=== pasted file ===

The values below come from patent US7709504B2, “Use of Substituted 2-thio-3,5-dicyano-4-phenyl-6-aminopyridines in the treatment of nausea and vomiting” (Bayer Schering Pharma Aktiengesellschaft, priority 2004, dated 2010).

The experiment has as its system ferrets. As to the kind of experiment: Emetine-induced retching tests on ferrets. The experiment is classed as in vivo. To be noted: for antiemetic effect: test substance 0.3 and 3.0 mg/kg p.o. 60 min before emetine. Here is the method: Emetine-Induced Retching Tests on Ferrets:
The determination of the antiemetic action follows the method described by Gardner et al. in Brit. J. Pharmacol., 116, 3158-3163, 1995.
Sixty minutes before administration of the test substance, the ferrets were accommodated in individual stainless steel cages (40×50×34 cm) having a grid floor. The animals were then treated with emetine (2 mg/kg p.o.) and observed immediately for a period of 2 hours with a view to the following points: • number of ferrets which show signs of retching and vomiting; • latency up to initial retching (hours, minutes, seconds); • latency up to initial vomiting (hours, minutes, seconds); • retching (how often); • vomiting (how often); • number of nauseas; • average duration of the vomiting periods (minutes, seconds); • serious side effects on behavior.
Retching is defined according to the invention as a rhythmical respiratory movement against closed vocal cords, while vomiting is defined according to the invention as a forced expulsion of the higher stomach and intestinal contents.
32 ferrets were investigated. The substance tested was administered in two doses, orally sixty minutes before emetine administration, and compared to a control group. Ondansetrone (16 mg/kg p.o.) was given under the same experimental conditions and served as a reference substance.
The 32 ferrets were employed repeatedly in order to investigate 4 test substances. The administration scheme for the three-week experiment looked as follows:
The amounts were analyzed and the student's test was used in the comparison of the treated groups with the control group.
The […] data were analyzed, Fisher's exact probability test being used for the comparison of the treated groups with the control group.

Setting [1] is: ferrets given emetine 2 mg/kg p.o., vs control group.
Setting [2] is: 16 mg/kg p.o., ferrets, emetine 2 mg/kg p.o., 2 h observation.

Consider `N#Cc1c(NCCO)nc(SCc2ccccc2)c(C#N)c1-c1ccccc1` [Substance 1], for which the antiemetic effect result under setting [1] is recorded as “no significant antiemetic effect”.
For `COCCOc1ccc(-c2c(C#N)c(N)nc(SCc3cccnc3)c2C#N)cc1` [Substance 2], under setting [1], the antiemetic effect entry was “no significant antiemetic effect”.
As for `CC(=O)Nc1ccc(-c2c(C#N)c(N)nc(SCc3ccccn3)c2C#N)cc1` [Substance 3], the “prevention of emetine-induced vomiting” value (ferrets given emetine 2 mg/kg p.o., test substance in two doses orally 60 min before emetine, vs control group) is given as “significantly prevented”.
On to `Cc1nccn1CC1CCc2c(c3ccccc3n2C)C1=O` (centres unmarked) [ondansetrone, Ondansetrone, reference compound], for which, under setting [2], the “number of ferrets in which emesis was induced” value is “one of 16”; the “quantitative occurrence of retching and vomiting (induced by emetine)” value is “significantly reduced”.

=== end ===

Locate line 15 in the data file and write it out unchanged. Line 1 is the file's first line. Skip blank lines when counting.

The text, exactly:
On to `Cc1nccn1CC1CCc2c(c3ccccc3n2C)C1=O` (centres unmarked) [ondansetrone, Ondansetrone, reference compound], for which, under setting [2], the “number of ferrets in which emesis was induced” value is “one of 16”; the “quantitative occurrence of retching and vomiting (induced by emetine)” value is “significantly reduced”.